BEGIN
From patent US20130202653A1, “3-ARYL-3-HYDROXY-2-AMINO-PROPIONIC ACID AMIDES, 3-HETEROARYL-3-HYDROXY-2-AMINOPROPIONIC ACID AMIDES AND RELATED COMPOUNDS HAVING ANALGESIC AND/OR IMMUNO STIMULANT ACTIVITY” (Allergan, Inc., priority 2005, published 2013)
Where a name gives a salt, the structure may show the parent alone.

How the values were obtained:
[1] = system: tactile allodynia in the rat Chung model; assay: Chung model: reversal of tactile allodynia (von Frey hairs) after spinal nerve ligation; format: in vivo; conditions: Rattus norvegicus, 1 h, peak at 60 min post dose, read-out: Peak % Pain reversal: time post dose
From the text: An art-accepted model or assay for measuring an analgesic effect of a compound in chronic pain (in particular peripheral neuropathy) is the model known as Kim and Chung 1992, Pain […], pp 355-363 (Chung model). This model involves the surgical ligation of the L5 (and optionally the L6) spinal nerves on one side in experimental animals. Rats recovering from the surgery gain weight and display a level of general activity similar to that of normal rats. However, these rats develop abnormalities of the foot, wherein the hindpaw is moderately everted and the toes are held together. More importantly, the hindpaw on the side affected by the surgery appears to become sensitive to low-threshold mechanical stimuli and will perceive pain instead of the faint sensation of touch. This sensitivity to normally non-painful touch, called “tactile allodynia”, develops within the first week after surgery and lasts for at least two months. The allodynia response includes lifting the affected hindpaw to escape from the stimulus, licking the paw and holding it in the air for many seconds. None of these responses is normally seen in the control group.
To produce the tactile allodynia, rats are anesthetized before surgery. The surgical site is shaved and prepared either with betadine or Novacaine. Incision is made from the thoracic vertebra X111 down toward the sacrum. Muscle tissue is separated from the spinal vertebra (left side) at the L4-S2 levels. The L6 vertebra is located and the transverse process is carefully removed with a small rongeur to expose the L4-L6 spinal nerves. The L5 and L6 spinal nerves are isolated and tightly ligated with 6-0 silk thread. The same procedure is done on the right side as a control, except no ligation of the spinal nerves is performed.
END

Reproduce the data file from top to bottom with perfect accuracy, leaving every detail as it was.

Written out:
From patent US20130202653A1, “3-ARYL-3-HYDROXY-2-AMINO-PROPIONIC ACID AMIDES, 3-HETEROARYL-3-HYDROXY-2-AMINOPROPIONIC ACID AMIDES AND RELATED COMPOUNDS HAVING ANALGESIC AND/OR IMMUNO STIMULANT ACTIVITY” (Allergan, Inc., priority 2005, published 2013)
Where a name gives a salt, the structure may show the parent alone.

How the values were obtained:
[1] = system: tactile allodynia in the rat Chung model; assay: Chung model: reversal of tactile allodynia (von Frey hairs) after spinal nerve ligation; format: in vivo; conditions: Rattus norvegicus, 1 h, peak at 60 min post dose, read-out: Peak % Pain reversal: time post dose
From the text: An art-accepted model or assay for measuring an analgesic effect of a compound in chronic pain (in particular peripheral neuropathy) is the model known as Kim and Chung 1992, Pain […], pp 355-363 (Chung model). This model involves the surgical ligation of the L5 (and optionally the L6) spinal nerves on one side in experimental animals. Rats recovering from the surgery gain weight and display a level of general activity similar to that of normal rats. However, these rats develop abnormalities of the foot, wherein the hindpaw is moderately everted and the toes are held together. More importantly, the hindpaw on the side affected by the surgery appears to become sensitive to low-threshold mechanical stimuli and will perceive pain instead of the faint sensation of touch. This sensitivity to normally non-painful touch, called “tactile allodynia”, develops within the first week after surgery and lasts for at least two months. The allodynia response includes lifting the affected hindpaw to escape from the stimulus, licking the paw and holding it in the air for many seconds. None of these responses is normally seen in the control group.
To produce the tactile allodynia, rats are anesthetized before surgery. The surgical site is shaved and prepared either with betadine or Novacaine. Incision is made from the thoracic vertebra X111 down toward the sacrum. Muscle tissue is separated from the spinal vertebra (left side) at the L4-S2 levels. The L6 vertebra is located and the transverse process is carefully removed with a small rongeur to expose the L4-L6 spinal nerves. The L5 and L6 spinal nerves are isolated and tightly ligated with 6-0 silk thread. The same procedure is done on the right side as a control, except no ligation of the spinal nerves is performed.